1. Int J Antimicrob Agents. 2011 Sep;38(3):249-56. Epub 2011 Jul 20.

Cellular accumulation of fluoroquinolones is not predictive of their
intracellular activity: studies with gemifloxacin, moxifloxacin and ciprofloxacin
in a pharmacokinetic/pharmacodynamic model of uninfected and infected

Vallet CM, Marquez B, Ngabirano E, Lemaire S, Mingeot-Leclercq MP, Tulkens PM,
Van Bambeke F.

Pharmacologie cellulaire et moléculaire, Louvain Drug Research Institute,
Université catholique de Louvain, Avenue E. Mounier 73 bte B1.73.05, B-1200
Brussels, Belgium.

Fluoroquinolones enter eukaryotic cells but the correlation between cellular
accumulation and activity remains poorly established. Gemifloxacin is known to
accumulate to a larger extent than most other fluoroquinolones in tissues. Using 
murine J774 macrophages and human THP-1 monocytes, we show that gemifloxacin
accumulates more than ciprofloxacin and even moxifloxacin. Whilst showing
indistinguishable kinetics of accumulation in J774 macrophages, gemifloxacin was 
released at an approximately two-fold slower rate than ciprofloxacin and its
release was only partial. Gemifloxacin was also a weaker substrate than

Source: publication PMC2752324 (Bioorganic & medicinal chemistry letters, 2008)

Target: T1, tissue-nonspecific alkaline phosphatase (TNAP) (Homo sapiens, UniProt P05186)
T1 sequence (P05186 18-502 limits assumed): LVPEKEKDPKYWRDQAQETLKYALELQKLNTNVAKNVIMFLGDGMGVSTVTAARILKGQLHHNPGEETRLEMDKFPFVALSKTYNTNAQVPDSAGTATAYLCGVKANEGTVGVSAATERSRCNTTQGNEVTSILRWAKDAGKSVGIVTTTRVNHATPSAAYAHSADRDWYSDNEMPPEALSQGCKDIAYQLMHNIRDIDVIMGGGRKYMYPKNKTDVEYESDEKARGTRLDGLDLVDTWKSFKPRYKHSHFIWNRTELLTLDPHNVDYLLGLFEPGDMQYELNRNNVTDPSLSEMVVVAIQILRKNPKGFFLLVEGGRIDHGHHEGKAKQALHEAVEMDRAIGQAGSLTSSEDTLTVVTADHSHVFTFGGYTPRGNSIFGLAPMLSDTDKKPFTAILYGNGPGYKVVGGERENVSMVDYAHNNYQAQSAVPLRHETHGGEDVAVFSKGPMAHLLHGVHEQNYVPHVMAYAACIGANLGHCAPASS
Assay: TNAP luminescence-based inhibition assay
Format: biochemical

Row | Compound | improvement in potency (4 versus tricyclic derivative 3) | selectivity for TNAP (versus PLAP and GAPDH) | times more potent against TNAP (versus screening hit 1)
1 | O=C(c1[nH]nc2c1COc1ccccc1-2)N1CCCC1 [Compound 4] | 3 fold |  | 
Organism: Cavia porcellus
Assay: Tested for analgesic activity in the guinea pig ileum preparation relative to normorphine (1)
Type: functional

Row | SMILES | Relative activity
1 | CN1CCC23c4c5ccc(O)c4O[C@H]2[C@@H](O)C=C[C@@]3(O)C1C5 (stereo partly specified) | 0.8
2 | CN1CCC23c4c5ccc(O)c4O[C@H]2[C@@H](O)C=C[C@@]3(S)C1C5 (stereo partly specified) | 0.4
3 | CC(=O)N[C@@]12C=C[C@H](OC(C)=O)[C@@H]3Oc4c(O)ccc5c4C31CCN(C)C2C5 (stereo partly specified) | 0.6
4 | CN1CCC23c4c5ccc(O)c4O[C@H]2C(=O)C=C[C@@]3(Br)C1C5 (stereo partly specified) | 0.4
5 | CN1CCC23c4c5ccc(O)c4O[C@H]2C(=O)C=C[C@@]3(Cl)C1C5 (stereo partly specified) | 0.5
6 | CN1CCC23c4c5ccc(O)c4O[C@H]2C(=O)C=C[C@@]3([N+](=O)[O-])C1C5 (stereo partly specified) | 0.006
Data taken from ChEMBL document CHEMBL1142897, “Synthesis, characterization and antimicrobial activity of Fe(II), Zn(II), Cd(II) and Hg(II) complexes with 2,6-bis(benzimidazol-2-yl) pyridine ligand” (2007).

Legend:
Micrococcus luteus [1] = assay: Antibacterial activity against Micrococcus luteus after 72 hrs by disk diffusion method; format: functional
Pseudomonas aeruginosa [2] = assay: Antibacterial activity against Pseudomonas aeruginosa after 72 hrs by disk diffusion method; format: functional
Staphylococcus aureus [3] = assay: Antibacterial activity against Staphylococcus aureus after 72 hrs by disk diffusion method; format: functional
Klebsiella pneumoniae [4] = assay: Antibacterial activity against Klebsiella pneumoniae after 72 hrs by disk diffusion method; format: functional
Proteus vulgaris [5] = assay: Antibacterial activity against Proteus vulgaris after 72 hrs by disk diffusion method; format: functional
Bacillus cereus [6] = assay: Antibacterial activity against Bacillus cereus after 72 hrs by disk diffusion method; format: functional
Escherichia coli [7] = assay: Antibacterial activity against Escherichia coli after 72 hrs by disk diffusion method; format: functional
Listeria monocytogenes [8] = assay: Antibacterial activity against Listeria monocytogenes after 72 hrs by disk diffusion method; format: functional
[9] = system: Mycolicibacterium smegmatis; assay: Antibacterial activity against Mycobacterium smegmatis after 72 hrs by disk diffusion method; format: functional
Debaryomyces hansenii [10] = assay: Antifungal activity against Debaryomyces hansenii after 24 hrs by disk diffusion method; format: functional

ciprofloxacin for the efflux transporter Mrp4 active in J774 macrophages. In
cells infected with Listeria monocytogenes or Staphylococcus aureus (typical
cytoplasmic and phagolysosomal organisms, respectively), gemifloxacin was
equipotent to moxifloxacin and ciprofloxacin in concentration-dependent
experiments if data are normalised based on the minimum inhibitory concentration 
(MIC) in broth. Thus, larger cellular concentrations of gemifloxacin than of
moxifloxacin or ciprofloxacin were needed to obtain a similar target effect.
Fractionation studies showed a similar subcellular distribution for all three
fluoroquinolones, with approximately two-thirds of the cell-associated drug
recovered in the soluble fraction (cytosol). These data suggest that cellular
accumulation of fluoroquinolones is largely a self-defeating process as far as
activity is concerned, with the intracellular drug made inactive in proportion to
its accumulation level. Whilst these observations do not decrease the intrinsic
value of fluoroquinolones for the treatment of intracellular infections, they
indicate that ranking fluoroquinolones based on cell accumulation data without
measuring the corresponding intracellular activity may lead to incorrect
conclusions regarding their real potential.

PMID: 21764262  [PubMed - in process]